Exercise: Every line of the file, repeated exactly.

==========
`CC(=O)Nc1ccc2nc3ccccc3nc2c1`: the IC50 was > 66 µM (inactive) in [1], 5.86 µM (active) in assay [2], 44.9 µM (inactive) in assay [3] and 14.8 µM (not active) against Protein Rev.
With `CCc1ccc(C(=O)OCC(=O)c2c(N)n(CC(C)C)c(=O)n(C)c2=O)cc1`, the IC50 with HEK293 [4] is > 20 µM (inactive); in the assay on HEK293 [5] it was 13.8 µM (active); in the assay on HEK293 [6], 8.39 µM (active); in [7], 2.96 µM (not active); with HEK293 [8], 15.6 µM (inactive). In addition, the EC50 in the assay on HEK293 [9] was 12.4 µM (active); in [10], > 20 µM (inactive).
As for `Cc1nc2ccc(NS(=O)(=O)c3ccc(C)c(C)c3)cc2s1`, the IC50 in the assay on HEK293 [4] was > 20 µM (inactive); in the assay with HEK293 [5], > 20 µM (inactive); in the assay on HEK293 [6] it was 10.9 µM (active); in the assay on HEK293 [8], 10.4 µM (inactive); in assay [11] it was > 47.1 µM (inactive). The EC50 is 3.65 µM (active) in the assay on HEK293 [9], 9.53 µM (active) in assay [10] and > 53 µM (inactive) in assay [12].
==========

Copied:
`CC(=O)Nc1ccc2nc3ccccc3nc2c1`: the IC50 was > 66 µM (inactive) in [1], 5.86 µM (active) in assay [2], 44.9 µM (inactive) in assay [3] and 14.8 µM (not active) against Protein Rev.
With `CCc1ccc(C(=O)OCC(=O)c2c(N)n(CC(C)C)c(=O)n(C)c2=O)cc1`, the IC50 with HEK293 [4] is > 20 µM (inactive); in the assay on HEK293 [5] it was 13.8 µM (active); in the assay on HEK293 [6], 8.39 µM (active); in [7], 2.96 µM (not active); with HEK293 [8], 15.6 µM (inactive). In addition, the EC50 in the assay on HEK293 [9] was 12.4 µM (active); in [10], > 20 µM (inactive).
As for `Cc1nc2ccc(NS(=O)(=O)c3ccc(C)c(C)c3)cc2s1`, the IC50 in the assay on HEK293 [4] was > 20 µM (inactive); in the assay with HEK293 [5], > 20 µM (inactive); in the assay on HEK293 [6] it was 10.9 µM (active); in the assay on HEK293 [8], 10.4 µM (inactive); in assay [11] it was > 47.1 µM (inactive). The EC50 is 3.65 µM (active) in the assay on HEK293 [9], 9.53 µM (active) in assay [10] and > 53 µM (inactive) in assay [12].